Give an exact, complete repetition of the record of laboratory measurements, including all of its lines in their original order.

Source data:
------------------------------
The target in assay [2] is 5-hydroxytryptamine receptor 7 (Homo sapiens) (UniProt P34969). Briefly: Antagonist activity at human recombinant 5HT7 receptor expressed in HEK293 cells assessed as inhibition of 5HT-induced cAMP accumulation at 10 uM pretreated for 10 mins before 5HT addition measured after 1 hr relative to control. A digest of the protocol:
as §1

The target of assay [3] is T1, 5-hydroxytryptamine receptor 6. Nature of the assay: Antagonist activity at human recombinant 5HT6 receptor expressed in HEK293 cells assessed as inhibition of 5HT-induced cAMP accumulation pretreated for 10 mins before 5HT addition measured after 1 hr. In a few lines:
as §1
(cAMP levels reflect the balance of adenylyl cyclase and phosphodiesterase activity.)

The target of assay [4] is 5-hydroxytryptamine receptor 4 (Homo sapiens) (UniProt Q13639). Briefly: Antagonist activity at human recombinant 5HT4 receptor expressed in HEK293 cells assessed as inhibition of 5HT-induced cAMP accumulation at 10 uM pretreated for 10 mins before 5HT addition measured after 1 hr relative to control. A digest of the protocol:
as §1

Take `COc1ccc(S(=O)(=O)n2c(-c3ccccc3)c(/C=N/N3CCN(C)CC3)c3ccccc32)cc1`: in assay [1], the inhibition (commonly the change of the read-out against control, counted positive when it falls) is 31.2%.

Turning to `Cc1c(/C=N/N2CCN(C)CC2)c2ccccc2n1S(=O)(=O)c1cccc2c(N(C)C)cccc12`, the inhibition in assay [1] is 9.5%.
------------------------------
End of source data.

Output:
The target in assay [2] is 5-hydroxytryptamine receptor 7 (Homo sapiens) (UniProt P34969). Briefly: Antagonist activity at human recombinant 5HT7 receptor expressed in HEK293 cells assessed as inhibition of 5HT-induced cAMP accumulation at 10 uM pretreated for 10 mins before 5HT addition measured after 1 hr relative to control. A digest of the protocol:
as §1

The target of assay [3] is T1, 5-hydroxytryptamine receptor 6. Nature of the assay: Antagonist activity at human recombinant 5HT6 receptor expressed in HEK293 cells assessed as inhibition of 5HT-induced cAMP accumulation pretreated for 10 mins before 5HT addition measured after 1 hr. In a few lines:
as §1
(cAMP levels reflect the balance of adenylyl cyclase and phosphodiesterase activity.)

The target of assay [4] is 5-hydroxytryptamine receptor 4 (Homo sapiens) (UniProt Q13639). Briefly: Antagonist activity at human recombinant 5HT4 receptor expressed in HEK293 cells assessed as inhibition of 5HT-induced cAMP accumulation at 10 uM pretreated for 10 mins before 5HT addition measured after 1 hr relative to control. A digest of the protocol:
as §1

Take `COc1ccc(S(=O)(=O)n2c(-c3ccccc3)c(/C=N/N3CCN(C)CC3)c3ccccc32)cc1`: in assay [1], the inhibition (commonly the change of the read-out against control, counted positive when it falls) is 31.2%.

Turning to `Cc1c(/C=N/N2CCN(C)CC2)c2ccccc2n1S(=O)(=O)c1cccc2c(N(C)C)cccc12`, the inhibition in assay [1] is 9.5%.